Areduction of exocrine pancreas function frequently occurs in type 1 diabetes (1), and its detection has been made easy by measurement of fecal pancreatic elastase-1 (PE-1) (2,3). We recently observed that PE-1 correlates in these patients with poor blood glucose control, diabetes duration, and residual β-cell function (4). A possible consequence of severe pancreatic insufficiency is steatorrhea, defined as a daily fecal fat excretion (FFE) >6 (1) or >7 (5) g/day for subjects consuming 100 g of fat per day (1,5,6). Testing FFE requires multiple daily stool collections (6) and is not routinely feasible in asymptomatic subjects, being poorly accepted by patients and disliked by laboratory technicians. We considered here the hypothesis that low PE-1 identifies patients to be submitted to FFE measurement for steatorrhea detection.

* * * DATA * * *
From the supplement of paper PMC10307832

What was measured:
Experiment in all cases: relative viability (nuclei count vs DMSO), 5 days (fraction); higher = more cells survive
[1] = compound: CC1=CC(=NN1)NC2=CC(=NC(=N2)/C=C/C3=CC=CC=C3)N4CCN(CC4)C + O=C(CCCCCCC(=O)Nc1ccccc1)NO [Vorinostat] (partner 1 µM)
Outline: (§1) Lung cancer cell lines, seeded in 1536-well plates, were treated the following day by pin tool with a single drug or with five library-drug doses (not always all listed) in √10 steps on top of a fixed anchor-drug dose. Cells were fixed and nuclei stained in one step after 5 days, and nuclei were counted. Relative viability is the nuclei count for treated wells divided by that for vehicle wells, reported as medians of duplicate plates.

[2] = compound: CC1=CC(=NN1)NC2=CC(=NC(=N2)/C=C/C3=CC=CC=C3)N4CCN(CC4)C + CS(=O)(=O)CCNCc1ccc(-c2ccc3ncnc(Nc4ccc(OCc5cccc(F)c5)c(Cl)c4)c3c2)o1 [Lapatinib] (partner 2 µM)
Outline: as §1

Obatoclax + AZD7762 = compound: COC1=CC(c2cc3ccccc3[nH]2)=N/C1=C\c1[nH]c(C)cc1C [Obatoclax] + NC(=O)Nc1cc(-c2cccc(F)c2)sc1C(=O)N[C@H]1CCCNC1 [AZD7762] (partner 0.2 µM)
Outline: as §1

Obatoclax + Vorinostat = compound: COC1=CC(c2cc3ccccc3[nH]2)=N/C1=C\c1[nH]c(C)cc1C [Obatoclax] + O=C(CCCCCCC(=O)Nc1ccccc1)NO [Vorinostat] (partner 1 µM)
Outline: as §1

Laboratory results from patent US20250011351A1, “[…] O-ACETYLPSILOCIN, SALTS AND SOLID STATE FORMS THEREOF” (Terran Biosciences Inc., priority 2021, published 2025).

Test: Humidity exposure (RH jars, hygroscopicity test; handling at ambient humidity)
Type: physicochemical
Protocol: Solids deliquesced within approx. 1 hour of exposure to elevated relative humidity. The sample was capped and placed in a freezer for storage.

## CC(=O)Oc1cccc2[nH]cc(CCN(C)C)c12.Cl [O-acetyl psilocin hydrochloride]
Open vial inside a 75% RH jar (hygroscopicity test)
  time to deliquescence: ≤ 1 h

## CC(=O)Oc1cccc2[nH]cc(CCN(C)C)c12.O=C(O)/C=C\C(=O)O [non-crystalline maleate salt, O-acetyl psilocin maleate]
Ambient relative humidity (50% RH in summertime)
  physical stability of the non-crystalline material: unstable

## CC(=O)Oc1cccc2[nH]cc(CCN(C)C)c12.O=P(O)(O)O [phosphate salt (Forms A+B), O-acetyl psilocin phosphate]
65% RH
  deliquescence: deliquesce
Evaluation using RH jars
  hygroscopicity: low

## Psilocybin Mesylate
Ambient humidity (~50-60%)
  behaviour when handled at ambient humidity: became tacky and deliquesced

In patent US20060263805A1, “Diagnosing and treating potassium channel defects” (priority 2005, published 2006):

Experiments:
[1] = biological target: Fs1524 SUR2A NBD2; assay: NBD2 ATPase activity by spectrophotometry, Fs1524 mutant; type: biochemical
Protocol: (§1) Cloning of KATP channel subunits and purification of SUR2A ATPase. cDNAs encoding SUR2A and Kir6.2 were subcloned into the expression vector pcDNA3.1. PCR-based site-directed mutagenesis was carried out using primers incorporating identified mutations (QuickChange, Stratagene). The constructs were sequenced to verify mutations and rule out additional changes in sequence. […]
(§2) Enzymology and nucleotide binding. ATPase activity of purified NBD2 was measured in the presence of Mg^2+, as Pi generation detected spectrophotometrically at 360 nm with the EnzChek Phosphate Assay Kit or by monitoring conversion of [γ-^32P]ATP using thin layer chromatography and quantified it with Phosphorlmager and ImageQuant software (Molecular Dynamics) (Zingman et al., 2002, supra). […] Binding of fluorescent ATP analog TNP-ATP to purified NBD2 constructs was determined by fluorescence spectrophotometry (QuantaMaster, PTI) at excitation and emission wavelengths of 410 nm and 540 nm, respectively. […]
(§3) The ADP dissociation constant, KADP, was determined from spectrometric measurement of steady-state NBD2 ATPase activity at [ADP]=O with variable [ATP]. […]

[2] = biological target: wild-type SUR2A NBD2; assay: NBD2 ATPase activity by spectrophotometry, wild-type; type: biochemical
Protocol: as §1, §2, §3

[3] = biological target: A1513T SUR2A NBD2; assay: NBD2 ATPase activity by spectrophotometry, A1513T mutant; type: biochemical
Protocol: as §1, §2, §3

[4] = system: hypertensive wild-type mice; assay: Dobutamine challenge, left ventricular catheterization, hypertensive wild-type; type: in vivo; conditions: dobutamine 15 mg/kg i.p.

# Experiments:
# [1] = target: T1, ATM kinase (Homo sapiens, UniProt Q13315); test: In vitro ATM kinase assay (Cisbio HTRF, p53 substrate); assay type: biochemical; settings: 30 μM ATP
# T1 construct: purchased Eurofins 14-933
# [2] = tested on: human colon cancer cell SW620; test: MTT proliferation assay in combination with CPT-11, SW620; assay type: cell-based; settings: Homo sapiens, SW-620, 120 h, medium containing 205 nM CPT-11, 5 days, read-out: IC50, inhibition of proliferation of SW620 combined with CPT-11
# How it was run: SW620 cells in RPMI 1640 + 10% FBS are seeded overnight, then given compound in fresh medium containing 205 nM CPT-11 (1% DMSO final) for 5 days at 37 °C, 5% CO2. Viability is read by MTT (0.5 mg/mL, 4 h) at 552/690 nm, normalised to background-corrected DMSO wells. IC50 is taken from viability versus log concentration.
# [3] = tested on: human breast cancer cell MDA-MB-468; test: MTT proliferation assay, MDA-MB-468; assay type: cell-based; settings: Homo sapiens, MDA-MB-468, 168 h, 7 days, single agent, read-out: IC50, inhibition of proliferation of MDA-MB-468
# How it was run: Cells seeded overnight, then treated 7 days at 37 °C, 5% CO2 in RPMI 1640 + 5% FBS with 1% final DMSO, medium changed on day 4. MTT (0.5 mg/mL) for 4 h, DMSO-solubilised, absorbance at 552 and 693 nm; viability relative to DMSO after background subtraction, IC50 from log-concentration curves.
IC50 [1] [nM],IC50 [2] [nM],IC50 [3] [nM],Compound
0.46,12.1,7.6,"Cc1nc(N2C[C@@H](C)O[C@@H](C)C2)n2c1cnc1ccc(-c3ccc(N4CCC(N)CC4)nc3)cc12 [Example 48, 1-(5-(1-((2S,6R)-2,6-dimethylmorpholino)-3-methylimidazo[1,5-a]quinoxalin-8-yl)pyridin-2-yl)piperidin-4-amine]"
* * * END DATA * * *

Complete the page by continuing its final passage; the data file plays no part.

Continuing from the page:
We studied, with the approval of the ethical committee of our institution and the subjects’ informed consent, 66 consecutive type 1 diabetic subjects in regular follow-up at our diabetes clinic without history or symptoms of gastrointestinal disease and negative for anti-transglutaminase, anti-gliadin, and anti-endomysium antibodies checked to exclude celiac disease. Their clinical features were 32 men and 34 women aged (means ± SD) 36.7 ± 12.1 years, age at diagnosis 22.7 ± 13.6 years, diabetes duration 13.9 ± 9.7 years, BMI 24.6 ± 3.7 kg/m2, fasting C-peptide 0.21 ± 0.32 ng/ml (radioimmunoassay; Adaltis, Bologna, Italy), Diabetes Control and Complications Trial–aligned HbA1c 8.4 ± 1.4% (high-performance liquid chromatography, Bio-Rad Variant II Total GHb Program; Bio-Rad Laboratories, Munchen, Germany; calibrated to the Diabetes Control and Complications Trial through the U.S. National Glycohemoglobin Standardized Protocol), and daily albumin excretion rate (AER) 35.3 ± 63.7 μg/min (nephelometry; Beckman, Milan, Italy). A total of 49 subjects were normoalbuminuric, 15 were micro- and 2 macroalbuminuric, 45 presented no diabetic retinopathy, 14 had background and 7 preproliferative laser-treated retinopathy, 10 presented symptomatic neuropathy (5 autonomic, 3 sensorimotor, and 2 both autonomic and sensorimotor), 2 presented peripheral obstructive artery disease submitted to angioplasty, 1 had ischemic heart disease submitted to coronary angioplasty, and 1 had cerebrovascular disease with previous stroke. Patients, on steady metabolic control and body weight in the previous 6 months, were on a multiple insulin injection regimen and on a normocaloric diet (carbohydrates 55–60% and lipids 25–30% of calories and proteins 1 g/kg body wt). We measured serum amylase and lipase (Abbott Laboratory kits), FFE, and PE-1. PE-1 was determined in one stool specimen by enzyme-linked immunosorbent assay (ScheBo Pancreatic Elastase 1 ELISA kit; ScheBo-Tech, Giessen, Germany) (normal values >200 μg/g stools, intra- and interassay coefficients of variation 5.8 and 7.7%, respectively). In our laboratory, PE-1 presented a good longitudinal stability when measured in 50 type 1 diabetic patients at a 4-month interval (i.e., from 314 ± 150 to 300 ± 131 μg/g stools, P = NS), the values at the two times being highly correlated (r = 0.85, P = 0.0001).